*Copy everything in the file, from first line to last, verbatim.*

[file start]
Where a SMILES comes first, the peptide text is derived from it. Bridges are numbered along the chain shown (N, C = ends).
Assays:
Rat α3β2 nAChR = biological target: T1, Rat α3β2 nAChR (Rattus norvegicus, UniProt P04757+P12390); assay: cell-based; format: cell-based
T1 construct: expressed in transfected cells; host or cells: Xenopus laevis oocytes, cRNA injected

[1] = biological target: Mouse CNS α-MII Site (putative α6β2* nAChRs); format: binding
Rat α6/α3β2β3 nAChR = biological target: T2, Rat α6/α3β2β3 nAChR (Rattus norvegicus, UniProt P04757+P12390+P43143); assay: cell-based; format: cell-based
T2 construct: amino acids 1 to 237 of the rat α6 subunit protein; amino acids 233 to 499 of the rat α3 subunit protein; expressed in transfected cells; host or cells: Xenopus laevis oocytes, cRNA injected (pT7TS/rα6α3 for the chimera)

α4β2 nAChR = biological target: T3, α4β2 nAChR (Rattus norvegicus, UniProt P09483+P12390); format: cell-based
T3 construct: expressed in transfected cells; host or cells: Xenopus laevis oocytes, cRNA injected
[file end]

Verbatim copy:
Where a SMILES comes first, the peptide text is derived from it. Bridges are numbered along the chain shown (N, C = ends).
Assays:
Rat α3β2 nAChR = biological target: T1, Rat α3β2 nAChR (Rattus norvegicus, UniProt P04757+P12390); assay: cell-based; format: cell-based
T1 construct: expressed in transfected cells; host or cells: Xenopus laevis oocytes, cRNA injected

[1] = biological target: Mouse CNS α-MII Site (putative α6β2* nAChRs); format: binding
Rat α6/α3β2β3 nAChR = biological target: T2, Rat α6/α3β2β3 nAChR (Rattus norvegicus, UniProt P04757+P12390+P43143); assay: cell-based; format: cell-based
T2 construct: amino acids 1 to 237 of the rat α6 subunit protein; amino acids 233 to 499 of the rat α3 subunit protein; expressed in transfected cells; host or cells: Xenopus laevis oocytes, cRNA injected (pT7TS/rα6α3 for the chimera)

α4β2 nAChR = biological target: T3, α4β2 nAChR (Rattus norvegicus, UniProt P09483+P12390); format: cell-based
T3 construct: expressed in transfected cells; host or cells: Xenopus laevis oocytes, cRNA injected